Scandinavians may be some of the happiest people in the world, but boy am I glad to be African. Because the cold and I are simply not pals. I loathe but absolutely loathe winter with a passion I normally reserve for minibus taxi drivers and dentists.

About the only things that get me through it are warming traditional bredies and beefy casseroles. That along with sweet treats like ‘souskluitjies’ and ‘melkkos’. And then there is soup. I’ll happily devour it every day all winter long. A reader recently wrote to ask for my leek and potato soup recipe. Here it is. Velvety smooth and extra moreish thanks to loads of crunchy toppings.

All you need is…

1 tbs olive oil
1½ tbs butter
4 large leeks, white parts only
2 cloves garlic, finely sliced
5 large potatoes, peeled and cut into quarters
1 fresh bay leaf
2 x 25g sachets Ina Paarman concentrated liquid chicken stock
4 cups boiling water
¼ tsp freshly ground black pepper
¼ tsp salt
½ cup fresh cream
leek and potato soup topping options

Slice the leeks in half and wash them very thoroughly under running water to remove any grit. Slice leeks fine and fry along with the garlic over low heat in the olive oil and butter until soft. Take care not to brown them. Add the potatoes, bay, chicken stock, water, pepper and salt. Cover and cook over medium heat until the potatoes are soft. Use a stick blender to puree the soup. Return to the heat, add the cream and heat through. (Note: the salt content in this recipe was adapted for the Ina Paarman liquid stock sachets I used. If you use a different brand, taste before you add any additional salt.)

Loads of crunchy toppings elevate this leek and potato soup from everyday family fare to something fit for entertaining. For the toppings, slice the bacon and fry until crisp. Fry the rosemary leaves in the bacon fat until crisp. Dust some leek rings with cake flour and fry them in about 3cm oil until just crisp. If you want to garnish with kale chips as well, drop bits of kale leaf into the hot oil you fried the leek rings in. They take only 2-3 seconds to go crispy, so be careful not to burn the kale or it will become bitter. Also take great care when you drop the kale into the oil because it splatters like crazy!




15 min


30 min


Winter 2017 events

Perdeberg’s soup and wine pairing

This winter Perdeberg Wines are taking guests on a delectable soup tasting journey with their Barrel & Hops Soup Pairing experience. Each session consists of three different flavoured hearty soups paired with three newly launched Hops & Co Craft beers and three premium wines. You can look forward to tasting:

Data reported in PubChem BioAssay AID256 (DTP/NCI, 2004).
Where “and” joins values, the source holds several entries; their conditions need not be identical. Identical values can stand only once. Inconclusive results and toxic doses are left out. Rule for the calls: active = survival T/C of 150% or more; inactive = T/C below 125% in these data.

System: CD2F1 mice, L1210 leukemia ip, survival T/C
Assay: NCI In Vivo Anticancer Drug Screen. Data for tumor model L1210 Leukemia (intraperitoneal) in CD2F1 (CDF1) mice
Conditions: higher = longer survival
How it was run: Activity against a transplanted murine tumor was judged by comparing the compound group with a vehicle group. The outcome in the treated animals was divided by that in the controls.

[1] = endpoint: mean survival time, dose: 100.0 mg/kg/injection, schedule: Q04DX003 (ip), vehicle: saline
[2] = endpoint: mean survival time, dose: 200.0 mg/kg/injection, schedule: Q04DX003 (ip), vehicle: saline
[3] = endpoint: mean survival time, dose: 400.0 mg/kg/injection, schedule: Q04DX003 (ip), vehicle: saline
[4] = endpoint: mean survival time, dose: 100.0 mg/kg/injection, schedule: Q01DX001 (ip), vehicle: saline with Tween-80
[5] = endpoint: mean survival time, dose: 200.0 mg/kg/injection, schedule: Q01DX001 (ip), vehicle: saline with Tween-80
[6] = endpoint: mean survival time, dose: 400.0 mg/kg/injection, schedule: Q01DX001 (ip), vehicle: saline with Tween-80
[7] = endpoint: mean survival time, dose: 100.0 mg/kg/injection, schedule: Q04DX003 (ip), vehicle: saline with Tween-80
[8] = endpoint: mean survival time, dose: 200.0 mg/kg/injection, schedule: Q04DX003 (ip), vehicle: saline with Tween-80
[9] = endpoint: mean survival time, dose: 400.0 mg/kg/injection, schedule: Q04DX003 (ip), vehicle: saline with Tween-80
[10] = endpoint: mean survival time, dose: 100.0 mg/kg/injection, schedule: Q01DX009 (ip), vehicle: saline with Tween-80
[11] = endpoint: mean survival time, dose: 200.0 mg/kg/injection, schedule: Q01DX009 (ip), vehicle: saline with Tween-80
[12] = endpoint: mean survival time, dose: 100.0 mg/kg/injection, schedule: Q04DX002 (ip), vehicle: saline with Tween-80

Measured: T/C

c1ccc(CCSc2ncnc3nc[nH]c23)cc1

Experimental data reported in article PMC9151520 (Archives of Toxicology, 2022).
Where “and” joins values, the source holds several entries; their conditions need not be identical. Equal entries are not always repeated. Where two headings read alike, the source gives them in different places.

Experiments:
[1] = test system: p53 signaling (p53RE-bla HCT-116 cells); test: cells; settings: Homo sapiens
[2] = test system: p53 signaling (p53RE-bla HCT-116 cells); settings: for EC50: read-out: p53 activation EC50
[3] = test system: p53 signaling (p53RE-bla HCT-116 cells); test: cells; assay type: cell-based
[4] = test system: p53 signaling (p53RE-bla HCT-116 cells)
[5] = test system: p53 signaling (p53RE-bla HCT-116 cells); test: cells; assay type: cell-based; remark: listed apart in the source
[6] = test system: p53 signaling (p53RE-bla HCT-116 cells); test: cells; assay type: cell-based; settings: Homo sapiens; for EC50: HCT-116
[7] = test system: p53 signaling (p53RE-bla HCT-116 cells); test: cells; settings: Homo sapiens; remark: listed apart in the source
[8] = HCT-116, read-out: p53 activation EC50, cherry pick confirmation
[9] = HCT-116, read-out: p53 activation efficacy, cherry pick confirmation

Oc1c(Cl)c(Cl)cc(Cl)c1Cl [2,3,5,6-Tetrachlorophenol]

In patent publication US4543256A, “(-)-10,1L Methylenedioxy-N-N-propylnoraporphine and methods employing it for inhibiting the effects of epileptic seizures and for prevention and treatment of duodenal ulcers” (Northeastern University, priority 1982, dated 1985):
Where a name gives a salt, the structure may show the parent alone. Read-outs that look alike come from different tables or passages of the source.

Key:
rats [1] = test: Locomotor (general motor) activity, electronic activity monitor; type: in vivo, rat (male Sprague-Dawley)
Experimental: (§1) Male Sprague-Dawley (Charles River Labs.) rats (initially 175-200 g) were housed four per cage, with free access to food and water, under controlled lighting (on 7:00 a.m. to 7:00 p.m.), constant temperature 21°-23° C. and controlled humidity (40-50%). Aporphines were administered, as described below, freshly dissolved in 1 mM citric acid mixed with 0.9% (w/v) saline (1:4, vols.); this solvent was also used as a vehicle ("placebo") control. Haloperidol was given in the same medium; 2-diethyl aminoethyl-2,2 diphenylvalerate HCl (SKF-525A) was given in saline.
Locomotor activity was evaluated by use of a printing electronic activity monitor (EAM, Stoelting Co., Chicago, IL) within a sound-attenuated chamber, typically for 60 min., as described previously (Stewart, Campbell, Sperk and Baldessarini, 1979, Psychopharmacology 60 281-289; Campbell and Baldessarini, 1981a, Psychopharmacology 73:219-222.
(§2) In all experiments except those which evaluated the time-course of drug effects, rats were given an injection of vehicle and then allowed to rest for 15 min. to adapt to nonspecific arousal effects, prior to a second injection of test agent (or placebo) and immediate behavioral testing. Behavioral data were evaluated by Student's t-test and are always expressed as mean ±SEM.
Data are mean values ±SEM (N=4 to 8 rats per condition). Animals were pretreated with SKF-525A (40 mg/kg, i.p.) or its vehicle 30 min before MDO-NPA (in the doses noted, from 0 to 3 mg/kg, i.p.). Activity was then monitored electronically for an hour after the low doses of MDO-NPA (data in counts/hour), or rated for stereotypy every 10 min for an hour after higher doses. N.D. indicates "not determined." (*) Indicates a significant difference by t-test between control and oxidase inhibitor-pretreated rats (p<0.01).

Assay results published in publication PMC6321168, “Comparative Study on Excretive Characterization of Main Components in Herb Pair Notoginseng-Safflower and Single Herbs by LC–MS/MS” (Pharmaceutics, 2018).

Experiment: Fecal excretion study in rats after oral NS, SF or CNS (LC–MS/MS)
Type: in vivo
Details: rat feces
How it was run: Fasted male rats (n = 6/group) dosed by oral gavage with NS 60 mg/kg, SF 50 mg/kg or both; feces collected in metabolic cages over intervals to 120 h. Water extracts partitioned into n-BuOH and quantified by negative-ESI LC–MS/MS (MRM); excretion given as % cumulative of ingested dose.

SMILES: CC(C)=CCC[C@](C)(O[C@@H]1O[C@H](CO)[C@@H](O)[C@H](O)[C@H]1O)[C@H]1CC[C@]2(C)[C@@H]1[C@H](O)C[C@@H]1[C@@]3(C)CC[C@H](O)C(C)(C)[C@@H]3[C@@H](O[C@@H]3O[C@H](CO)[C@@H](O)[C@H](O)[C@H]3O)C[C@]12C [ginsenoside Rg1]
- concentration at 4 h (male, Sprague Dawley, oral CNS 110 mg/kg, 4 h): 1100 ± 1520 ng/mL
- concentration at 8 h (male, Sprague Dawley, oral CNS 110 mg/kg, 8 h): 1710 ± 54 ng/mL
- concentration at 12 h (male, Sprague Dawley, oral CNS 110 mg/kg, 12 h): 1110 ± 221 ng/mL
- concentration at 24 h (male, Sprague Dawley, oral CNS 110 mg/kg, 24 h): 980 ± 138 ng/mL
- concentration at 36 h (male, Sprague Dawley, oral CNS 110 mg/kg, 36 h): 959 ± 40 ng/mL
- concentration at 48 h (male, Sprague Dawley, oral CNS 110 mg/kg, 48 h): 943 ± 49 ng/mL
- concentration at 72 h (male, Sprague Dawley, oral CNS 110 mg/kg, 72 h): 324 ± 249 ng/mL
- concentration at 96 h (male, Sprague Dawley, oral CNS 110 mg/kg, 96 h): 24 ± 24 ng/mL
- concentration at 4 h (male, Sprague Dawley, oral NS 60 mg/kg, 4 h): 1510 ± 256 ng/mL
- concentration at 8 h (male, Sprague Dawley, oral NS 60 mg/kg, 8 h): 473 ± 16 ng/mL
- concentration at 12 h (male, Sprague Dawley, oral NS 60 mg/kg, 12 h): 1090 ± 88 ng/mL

• Their Vineyard Collection Grenache Blanc 2015 and Hops & Co Pale Ale paired with a butternut soup
• Their Vineyard Collection Malbec 2015 and Hops & Co Pilsner paired with a luxurious mushroom soup
• And finally their Dryland Collection Cabernet Sauvignon 2013 and Hops & Co Lager paired with a rich tomato soup

Cleverly they have thought about the kids too. While you do the adult soup thing, they can indulge in Perdeberg’s special flavoured milk and marshmallow pairing! There’s strawberry milk paired with vanilla and Smartie marshmallows, chocolate milk paired with caramel marshmallows and finally banana milk paired with chocolate marshmallows.

The cost for the soup pairing is R70 per person and for the kiddie milk pairing R50 per person. Booking is essential. These pairings will be available until the end of July 2017 with a possible extension to August. For more info you can speak to Terence at 021 869 8244 or mail him on


enjoy with

Wine is a bit like people – great suffering tends to lead to great character. As a rough-and-ready Wine 101 rule, the drier the land and the more rubbish the soil, the better the wine. Roots dig deep and yields are reduced. The result? Quality grapes that make for intense, complex wines. This is not always the case of course, I have tasted some right royal poor-condition plonkers. But as a rule of thumb, bad conditions make for good wines.

This is certainly the case with Perdeberg’s newly released Rooted Chardonnay. Dry conditions and light decomposed granite and glenrosa soils encourage the roots of these 18-year-old vines to penetrate up to 2 metres. At only 9 tonnes per hectare, yields are low. Grapes are hand selected and the wine is fermented in 500L French oak barrels after which it spends a further 8 months on the lees to increase in complexity.

On the nose there is the expected Chardonnay citrus and apple, but also a slight tropical note. Take a sip and you’ll find a fresh wine with crisp acidity nicely balancing the fruit.



Ook beskikbaar in: Afrikaans